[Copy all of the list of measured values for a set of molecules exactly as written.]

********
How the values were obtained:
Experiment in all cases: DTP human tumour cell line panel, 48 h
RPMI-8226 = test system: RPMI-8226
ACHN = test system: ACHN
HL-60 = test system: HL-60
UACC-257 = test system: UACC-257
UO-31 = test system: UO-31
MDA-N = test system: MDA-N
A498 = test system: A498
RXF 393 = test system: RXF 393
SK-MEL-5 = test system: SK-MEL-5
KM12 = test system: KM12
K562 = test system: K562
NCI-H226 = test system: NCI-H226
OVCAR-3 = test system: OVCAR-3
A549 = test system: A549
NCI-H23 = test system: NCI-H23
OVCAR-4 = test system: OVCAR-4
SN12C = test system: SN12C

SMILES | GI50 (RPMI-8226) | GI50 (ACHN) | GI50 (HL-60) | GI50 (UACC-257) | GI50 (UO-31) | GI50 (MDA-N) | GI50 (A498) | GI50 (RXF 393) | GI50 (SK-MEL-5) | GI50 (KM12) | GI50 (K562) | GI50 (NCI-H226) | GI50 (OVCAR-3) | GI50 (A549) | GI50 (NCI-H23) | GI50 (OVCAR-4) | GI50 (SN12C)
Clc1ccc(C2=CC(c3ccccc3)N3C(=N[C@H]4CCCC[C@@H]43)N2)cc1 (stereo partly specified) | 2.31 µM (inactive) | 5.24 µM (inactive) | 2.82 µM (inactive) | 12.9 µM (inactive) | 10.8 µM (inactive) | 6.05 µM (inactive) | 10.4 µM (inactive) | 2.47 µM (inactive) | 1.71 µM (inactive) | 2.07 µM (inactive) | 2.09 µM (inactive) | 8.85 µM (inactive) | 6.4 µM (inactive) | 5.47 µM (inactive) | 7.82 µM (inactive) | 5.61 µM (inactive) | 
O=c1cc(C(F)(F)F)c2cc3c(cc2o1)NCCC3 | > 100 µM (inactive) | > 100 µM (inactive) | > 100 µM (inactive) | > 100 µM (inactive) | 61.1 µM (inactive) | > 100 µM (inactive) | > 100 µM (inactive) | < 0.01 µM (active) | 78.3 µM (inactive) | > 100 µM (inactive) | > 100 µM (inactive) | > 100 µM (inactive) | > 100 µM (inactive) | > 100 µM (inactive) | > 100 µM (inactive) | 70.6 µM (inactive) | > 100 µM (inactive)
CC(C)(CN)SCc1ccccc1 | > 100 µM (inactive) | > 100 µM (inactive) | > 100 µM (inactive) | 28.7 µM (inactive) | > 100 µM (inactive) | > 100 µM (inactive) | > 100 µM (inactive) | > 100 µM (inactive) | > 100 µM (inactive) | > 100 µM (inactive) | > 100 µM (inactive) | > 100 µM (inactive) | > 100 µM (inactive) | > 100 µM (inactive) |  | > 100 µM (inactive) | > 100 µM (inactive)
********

How the values were obtained:
Experiment in all cases: DTP human tumour cell line panel, 48 h
RPMI-8226 = test system: RPMI-8226
ACHN = test system: ACHN
HL-60 = test system: HL-60
UACC-257 = test system: UACC-257
UO-31 = test system: UO-31
MDA-N = test system: MDA-N
A498 = test system: A498
RXF 393 = test system: RXF 393
SK-MEL-5 = test system: SK-MEL-5
KM12 = test system: KM12
K562 = test system: K562
NCI-H226 = test system: NCI-H226
OVCAR-3 = test system: OVCAR-3
A549 = test system: A549
NCI-H23 = test system: NCI-H23
OVCAR-4 = test system: OVCAR-4
SN12C = test system: SN12C

SMILES | GI50 (RPMI-8226) | GI50 (ACHN) | GI50 (HL-60) | GI50 (UACC-257) | GI50 (UO-31) | GI50 (MDA-N) | GI50 (A498) | GI50 (RXF 393) | GI50 (SK-MEL-5) | GI50 (KM12) | GI50 (K562) | GI50 (NCI-H226) | GI50 (OVCAR-3) | GI50 (A549) | GI50 (NCI-H23) | GI50 (OVCAR-4) | GI50 (SN12C)
Clc1ccc(C2=CC(c3ccccc3)N3C(=N[C@H]4CCCC[C@@H]43)N2)cc1 (stereo partly specified) | 2.31 µM (inactive) | 5.24 µM (inactive) | 2.82 µM (inactive) | 12.9 µM (inactive) | 10.8 µM (inactive) | 6.05 µM (inactive) | 10.4 µM (inactive) | 2.47 µM (inactive) | 1.71 µM (inactive) | 2.07 µM (inactive) | 2.09 µM (inactive) | 8.85 µM (inactive) | 6.4 µM (inactive) | 5.47 µM (inactive) | 7.82 µM (inactive) | 5.61 µM (inactive) | 
O=c1cc(C(F)(F)F)c2cc3c(cc2o1)NCCC3 | > 100 µM (inactive) | > 100 µM (inactive) | > 100 µM (inactive) | > 100 µM (inactive) | 61.1 µM (inactive) | > 100 µM (inactive) | > 100 µM (inactive) | < 0.01 µM (active) | 78.3 µM (inactive) | > 100 µM (inactive) | > 100 µM (inactive) | > 100 µM (inactive) | > 100 µM (inactive) | > 100 µM (inactive) | > 100 µM (inactive) | 70.6 µM (inactive) | > 100 µM (inactive)
CC(C)(CN)SCc1ccccc1 | > 100 µM (inactive) | > 100 µM (inactive) | > 100 µM (inactive) | 28.7 µM (inactive) | > 100 µM (inactive) | > 100 µM (inactive) | > 100 µM (inactive) | > 100 µM (inactive) | > 100 µM (inactive) | > 100 µM (inactive) | > 100 µM (inactive) | > 100 µM (inactive) | > 100 µM (inactive) | > 100 µM (inactive) |  | > 100 µM (inactive) | > 100 µM (inactive)